OEA Summer Leadership Conference Info

OEA’S 2014 SUMMER LEADERSHIP CONFERENCE

July 29-31, 2014

The Riverhouse Hotel & Convention Center
3075 N. Highway 97
Bend, OR 97701

http://www.oregoned.org/summerconference 

Fall 2013 Meeting

Draft Agenda – click here

State Board of Education – Performance Based Funding Meeting
http://video.orvsd.org/ode/10-17-2013-AM-State-Board-Final.mp4

ESP Leaders for Tomorrow – Applications due 9/30/13

http://www.oregoned.org/whats-new/esp-leaders-for-tomorrow-program -

OEA NEA Leaders for Tomorrow program will train both current and future ESP leaders in leadership attitudes, skills and knowledge that will enhance their ability to be a visible, vocal advocate at the local, state and national levels of the OEA NEA.

The program is a four session training process held over a nine month period that is open to dues paying OEA ESP members who meet the program’s eligibility requirements.  Candidates must be nominated for the program and have their application acknowledged and signed by the Oregon Education Association president.

NEA ESP Leaders for Tomorrow Eligibility Requirements

Must be a current NEA ESP member
Must have been an NEA member in good standing for the past three years
Must complete an application form and submit by the deadline
Must commit to participate fully in all four sessions
Must commit to utilize the new skills in the Association

Apply to the Leaders for Tomorrow program today!

Application is due to OEA September 30, 2013!!!

OEA_ESP_LFT_Application

OCCA Annual Conference – October 24-26

http://www.occa17.com/annual-conference

 

Obama Talks Education (August 2013)

http://www.usatoday.com/story/theoval/2013/08/23/obama-town-hall-binghamton-town-hall-bus-tour/2692779/

Feedback from some Oregonians

http://www.statesmanjournal.com/article/20130823/NEWS/308230021/Oregon-leaders-enthusiastic-about-Obama-s-higher-ed-plan?nclick_check=1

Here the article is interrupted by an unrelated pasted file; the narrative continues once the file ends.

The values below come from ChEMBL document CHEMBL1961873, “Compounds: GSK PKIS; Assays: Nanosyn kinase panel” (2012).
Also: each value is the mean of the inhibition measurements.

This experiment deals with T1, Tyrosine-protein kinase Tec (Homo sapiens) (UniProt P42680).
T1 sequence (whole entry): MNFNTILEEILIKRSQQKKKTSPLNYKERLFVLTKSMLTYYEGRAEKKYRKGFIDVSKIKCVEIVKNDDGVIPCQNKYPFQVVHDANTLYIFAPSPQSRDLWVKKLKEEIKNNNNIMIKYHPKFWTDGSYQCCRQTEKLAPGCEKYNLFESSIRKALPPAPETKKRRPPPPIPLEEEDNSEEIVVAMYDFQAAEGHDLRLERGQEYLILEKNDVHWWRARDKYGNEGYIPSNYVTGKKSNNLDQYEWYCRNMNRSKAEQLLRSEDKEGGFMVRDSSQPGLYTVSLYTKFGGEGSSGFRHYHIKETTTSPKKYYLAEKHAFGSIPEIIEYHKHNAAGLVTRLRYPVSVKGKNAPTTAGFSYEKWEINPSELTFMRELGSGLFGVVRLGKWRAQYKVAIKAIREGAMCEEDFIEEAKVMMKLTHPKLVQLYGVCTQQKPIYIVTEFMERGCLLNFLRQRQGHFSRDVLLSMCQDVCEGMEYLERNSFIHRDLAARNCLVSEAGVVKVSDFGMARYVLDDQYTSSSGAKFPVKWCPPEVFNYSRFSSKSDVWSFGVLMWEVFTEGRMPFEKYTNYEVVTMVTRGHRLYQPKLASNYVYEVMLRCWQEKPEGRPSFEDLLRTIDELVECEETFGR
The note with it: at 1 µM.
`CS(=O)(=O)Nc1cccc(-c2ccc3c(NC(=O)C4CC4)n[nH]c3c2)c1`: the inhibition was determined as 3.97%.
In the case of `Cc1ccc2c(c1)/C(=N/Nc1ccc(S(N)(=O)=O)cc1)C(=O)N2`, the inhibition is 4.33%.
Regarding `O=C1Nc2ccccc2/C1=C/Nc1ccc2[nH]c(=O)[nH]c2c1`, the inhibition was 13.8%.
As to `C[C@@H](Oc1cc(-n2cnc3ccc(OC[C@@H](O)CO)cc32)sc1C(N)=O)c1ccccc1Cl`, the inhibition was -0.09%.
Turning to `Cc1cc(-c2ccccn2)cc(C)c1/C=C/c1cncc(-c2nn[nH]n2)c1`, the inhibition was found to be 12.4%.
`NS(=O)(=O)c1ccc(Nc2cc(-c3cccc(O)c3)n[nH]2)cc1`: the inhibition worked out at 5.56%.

Seeking Comments on Performance Based Funding

The State Board of Education is in the process of considering a Performance Based Funding (PBF) scheme for community colleges in Oregon, tying a significant portion of the Community College Support Fund to measures of ‘completion‘ and ‘success.’ Little or no public discussion of the proposal has been allowed, and most commentary has come from proponents who rarely acknowledge the negative consequences PBF schemes promote. When concerns about the impact on ‘quality’ have been raised, they have been met with hollow ‘We have faith that the faculty will hold the line on quality’ responses, and ‘We will carefully monitor and assess quality’, but in fact proponents have no plans to even assess the impact on quality, let alone plans to protect the integrity of our schools. But schools struggling to hold onto their shares of state funding are likely to do all they can to ‘keep or get their numbers up,’ and studies show are likely to:

  1. Pressure educators to reduce the rigor and academic standards of current certifications and degrees
  2. Pressure educators to create certifications and degrees that may not be justified by employment opportunities
  3. Pressure educators to inflate grades and pass more students
  4. Decrease emphasis on CTE programs in favor of transfers, and transfer degrees
  5. Limit the courses taught to those that are part of a certification or degree